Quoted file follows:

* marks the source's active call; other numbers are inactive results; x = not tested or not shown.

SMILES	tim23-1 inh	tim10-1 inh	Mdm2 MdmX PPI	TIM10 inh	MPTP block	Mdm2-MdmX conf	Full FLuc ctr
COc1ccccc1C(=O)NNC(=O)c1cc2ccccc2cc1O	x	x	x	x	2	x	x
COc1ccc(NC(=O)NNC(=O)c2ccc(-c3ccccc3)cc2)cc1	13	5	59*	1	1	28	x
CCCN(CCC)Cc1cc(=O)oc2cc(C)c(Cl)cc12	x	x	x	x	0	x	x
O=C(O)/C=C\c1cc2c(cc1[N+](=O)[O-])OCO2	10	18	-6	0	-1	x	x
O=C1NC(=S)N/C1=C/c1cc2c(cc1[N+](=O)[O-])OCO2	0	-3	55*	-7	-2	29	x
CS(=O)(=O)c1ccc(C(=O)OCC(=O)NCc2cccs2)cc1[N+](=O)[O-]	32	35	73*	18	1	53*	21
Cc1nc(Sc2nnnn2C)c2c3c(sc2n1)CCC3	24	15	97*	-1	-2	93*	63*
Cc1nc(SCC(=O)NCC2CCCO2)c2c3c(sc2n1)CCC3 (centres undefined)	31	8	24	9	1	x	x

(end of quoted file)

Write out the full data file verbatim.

* marks the source's active call; other numbers are inactive results; x = not tested or not shown.

SMILES	tim23-1 inh	tim10-1 inh	Mdm2 MdmX PPI	TIM10 inh	MPTP block	Mdm2-MdmX conf	Full FLuc ctr
COc1ccccc1C(=O)NNC(=O)c1cc2ccccc2cc1O	x	x	x	x	2	x	x
COc1ccc(NC(=O)NNC(=O)c2ccc(-c3ccccc3)cc2)cc1	13	5	59*	1	1	28	x
CCCN(CCC)Cc1cc(=O)oc2cc(C)c(Cl)cc12	x	x	x	x	0	x	x
O=C(O)/C=C\c1cc2c(cc1[N+](=O)[O-])OCO2	10	18	-6	0	-1	x	x
O=C1NC(=S)N/C1=C/c1cc2c(cc1[N+](=O)[O-])OCO2	0	-3	55*	-7	-2	29	x
CS(=O)(=O)c1ccc(C(=O)OCC(=O)NCc2cccs2)cc1[N+](=O)[O-]	32	35	73*	18	1	53*	21
Cc1nc(Sc2nnnn2C)c2c3c(sc2n1)CCC3	24	15	97*	-1	-2	93*	63*
Cc1nc(SCC(=O)NCC2CCCO2)c2c3c(sc2n1)CCC3 (centres undefined)	31	8	24	9	1	x	x